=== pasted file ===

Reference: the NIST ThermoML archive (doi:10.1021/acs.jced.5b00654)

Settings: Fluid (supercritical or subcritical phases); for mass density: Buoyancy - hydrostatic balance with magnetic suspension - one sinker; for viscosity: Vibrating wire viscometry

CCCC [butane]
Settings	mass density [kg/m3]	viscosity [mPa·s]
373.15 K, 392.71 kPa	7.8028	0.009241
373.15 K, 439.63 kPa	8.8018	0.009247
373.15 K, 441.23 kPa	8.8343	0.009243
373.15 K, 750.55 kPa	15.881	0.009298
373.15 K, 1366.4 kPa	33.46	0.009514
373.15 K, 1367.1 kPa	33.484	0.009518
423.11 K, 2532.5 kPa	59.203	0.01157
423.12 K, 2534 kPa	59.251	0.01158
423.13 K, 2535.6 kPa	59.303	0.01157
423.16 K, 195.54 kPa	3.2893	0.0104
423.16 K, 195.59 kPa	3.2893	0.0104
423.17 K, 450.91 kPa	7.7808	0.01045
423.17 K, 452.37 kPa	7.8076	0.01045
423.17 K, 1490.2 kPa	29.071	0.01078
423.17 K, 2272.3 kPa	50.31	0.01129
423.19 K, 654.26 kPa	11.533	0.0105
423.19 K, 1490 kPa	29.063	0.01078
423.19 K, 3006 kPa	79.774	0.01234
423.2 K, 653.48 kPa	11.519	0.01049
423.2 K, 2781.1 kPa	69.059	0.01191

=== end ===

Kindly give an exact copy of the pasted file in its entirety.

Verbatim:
Reference: the NIST ThermoML archive (doi:10.1021/acs.jced.5b00654)

Settings: Fluid (supercritical or subcritical phases); for mass density: Buoyancy - hydrostatic balance with magnetic suspension - one sinker; for viscosity: Vibrating wire viscometry

CCCC [butane]
Settings	mass density [kg/m3]	viscosity [mPa·s]
373.15 K, 392.71 kPa	7.8028	0.009241
373.15 K, 439.63 kPa	8.8018	0.009247
373.15 K, 441.23 kPa	8.8343	0.009243
373.15 K, 750.55 kPa	15.881	0.009298
373.15 K, 1366.4 kPa	33.46	0.009514
373.15 K, 1367.1 kPa	33.484	0.009518
423.11 K, 2532.5 kPa	59.203	0.01157
423.12 K, 2534 kPa	59.251	0.01158
423.13 K, 2535.6 kPa	59.303	0.01157
423.16 K, 195.54 kPa	3.2893	0.0104
423.16 K, 195.59 kPa	3.2893	0.0104
423.17 K, 450.91 kPa	7.7808	0.01045
423.17 K, 452.37 kPa	7.8076	0.01045
423.17 K, 1490.2 kPa	29.071	0.01078
423.17 K, 2272.3 kPa	50.31	0.01129
423.19 K, 654.26 kPa	11.533	0.0105
423.19 K, 1490 kPa	29.063	0.01078
423.19 K, 3006 kPa	79.774	0.01234
423.2 K, 653.48 kPa	11.519	0.01049
423.2 K, 2781.1 kPa	69.059	0.01191